scheduled tribe. LOUIS (AP) — A St. Louis man who spent 11 years in prison for a murder before his conviction was overturned is suing the city and the detectives who worked on his case, claiming that crime has been punished for something he did not commit, has violated his constitutional right. rights.
Lamont D. Cambell's lawsuit claims a flawed investigation cost him years in prison. His lawsuit, filed Monday, seeks unspecified damages St. Louis Post-Dispatch informed of.
Cambell was married in 2011 to 29-year-old Lenny J. Was thrown into prison after the assassination of Gregory III. He was convicted of first-degree murder and sentenced to life in prison in 2017.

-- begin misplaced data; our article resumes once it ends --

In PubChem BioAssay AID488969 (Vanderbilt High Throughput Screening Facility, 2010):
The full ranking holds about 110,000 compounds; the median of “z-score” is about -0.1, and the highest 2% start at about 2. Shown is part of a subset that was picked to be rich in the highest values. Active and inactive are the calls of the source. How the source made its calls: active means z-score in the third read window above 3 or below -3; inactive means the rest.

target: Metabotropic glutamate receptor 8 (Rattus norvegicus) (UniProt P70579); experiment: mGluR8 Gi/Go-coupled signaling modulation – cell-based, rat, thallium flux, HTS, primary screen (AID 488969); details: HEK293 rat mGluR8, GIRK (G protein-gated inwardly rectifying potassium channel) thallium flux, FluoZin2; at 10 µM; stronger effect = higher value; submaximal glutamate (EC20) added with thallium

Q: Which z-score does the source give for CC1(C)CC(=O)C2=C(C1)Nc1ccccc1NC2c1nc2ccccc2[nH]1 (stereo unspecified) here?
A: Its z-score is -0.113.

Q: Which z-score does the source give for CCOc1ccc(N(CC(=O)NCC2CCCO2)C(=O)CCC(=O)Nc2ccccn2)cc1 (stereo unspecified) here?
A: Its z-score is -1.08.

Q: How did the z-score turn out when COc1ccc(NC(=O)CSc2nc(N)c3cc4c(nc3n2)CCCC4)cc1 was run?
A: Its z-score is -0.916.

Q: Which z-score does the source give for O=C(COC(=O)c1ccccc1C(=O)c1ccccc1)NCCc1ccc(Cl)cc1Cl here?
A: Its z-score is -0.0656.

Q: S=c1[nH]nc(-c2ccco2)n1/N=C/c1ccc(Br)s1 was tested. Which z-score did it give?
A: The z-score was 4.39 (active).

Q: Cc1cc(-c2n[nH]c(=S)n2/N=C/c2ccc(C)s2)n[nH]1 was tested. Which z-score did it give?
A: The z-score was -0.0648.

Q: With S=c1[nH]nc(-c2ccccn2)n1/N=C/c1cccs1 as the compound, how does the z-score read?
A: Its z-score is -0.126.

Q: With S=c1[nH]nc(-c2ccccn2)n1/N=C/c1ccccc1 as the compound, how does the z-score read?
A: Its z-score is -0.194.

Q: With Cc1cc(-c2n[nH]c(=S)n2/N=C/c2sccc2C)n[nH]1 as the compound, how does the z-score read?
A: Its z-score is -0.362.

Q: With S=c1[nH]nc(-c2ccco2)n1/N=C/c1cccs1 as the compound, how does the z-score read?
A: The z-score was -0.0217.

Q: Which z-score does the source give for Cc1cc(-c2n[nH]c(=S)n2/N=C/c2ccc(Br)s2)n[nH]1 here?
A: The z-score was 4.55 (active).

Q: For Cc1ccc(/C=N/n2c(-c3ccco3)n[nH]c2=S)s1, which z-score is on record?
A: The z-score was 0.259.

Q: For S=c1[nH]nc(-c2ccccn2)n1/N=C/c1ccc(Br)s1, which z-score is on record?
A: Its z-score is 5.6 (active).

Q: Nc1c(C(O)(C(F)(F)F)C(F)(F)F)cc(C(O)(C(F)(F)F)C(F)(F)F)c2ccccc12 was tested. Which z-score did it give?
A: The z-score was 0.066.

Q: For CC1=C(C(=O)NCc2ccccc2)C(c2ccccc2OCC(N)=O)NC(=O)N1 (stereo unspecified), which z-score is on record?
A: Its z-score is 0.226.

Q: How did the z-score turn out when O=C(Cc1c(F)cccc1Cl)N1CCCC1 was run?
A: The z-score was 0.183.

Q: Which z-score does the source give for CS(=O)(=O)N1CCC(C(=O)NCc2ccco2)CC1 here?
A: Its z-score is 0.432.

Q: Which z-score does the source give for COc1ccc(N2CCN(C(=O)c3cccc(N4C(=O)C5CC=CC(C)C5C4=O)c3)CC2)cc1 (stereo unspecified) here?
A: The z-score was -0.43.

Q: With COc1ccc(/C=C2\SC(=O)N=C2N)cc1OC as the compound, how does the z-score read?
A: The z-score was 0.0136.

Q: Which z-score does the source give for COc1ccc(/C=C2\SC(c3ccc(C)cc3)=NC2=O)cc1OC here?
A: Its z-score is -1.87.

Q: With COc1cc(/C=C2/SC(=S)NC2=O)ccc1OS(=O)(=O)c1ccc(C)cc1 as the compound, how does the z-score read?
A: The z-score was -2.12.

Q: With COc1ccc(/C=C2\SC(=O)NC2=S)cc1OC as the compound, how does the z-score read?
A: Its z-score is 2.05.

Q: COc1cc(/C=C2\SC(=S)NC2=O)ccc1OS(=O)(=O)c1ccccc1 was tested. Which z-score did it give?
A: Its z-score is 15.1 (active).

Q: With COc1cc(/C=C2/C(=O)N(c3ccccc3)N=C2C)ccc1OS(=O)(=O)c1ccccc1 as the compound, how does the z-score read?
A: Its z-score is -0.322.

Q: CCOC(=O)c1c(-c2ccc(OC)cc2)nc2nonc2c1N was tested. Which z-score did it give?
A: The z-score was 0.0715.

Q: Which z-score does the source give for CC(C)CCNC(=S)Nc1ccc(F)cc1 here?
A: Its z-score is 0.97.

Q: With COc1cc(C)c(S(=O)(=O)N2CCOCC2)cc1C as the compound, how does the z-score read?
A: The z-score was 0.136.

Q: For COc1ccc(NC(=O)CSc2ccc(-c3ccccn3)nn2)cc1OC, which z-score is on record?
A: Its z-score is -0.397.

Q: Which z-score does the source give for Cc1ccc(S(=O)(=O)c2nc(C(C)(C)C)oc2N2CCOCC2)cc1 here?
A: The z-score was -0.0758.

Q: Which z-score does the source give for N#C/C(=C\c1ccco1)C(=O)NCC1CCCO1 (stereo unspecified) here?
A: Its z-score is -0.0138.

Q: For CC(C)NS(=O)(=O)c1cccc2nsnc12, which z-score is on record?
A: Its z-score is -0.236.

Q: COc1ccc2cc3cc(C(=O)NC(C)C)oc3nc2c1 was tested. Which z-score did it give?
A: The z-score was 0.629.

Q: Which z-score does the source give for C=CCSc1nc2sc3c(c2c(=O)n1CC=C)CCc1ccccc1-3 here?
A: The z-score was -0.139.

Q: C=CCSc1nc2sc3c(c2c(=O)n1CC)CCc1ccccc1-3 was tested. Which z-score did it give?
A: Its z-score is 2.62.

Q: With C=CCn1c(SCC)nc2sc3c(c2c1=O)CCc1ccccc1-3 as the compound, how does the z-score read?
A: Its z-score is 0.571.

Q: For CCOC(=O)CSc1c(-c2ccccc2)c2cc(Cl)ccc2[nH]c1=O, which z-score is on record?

A judge overturned the conviction in 2022, ruling that Campbell's attorneys did not do enough to mount a weak case or locate an alternative suspect. The judge also determined that investigators failed to disclose the romantic relationship between the lead homicide detective and the key witness.
In January, the St. Louis Circuit Attorney's Office formally dismissed the charges against Cambell and he was released.
Cambell's lawsuit alleges that police misidentified witnesses and ignored evidence that pointed to another man, whose fingerprints were found on the passenger-side window of the SUV where Gregory was found. Was fatally shot. The lawsuit said Cambell also had a "solid, verifiable alibi" for the night of the shooting.
A city spokesperson declined to comment on the lawsuit.
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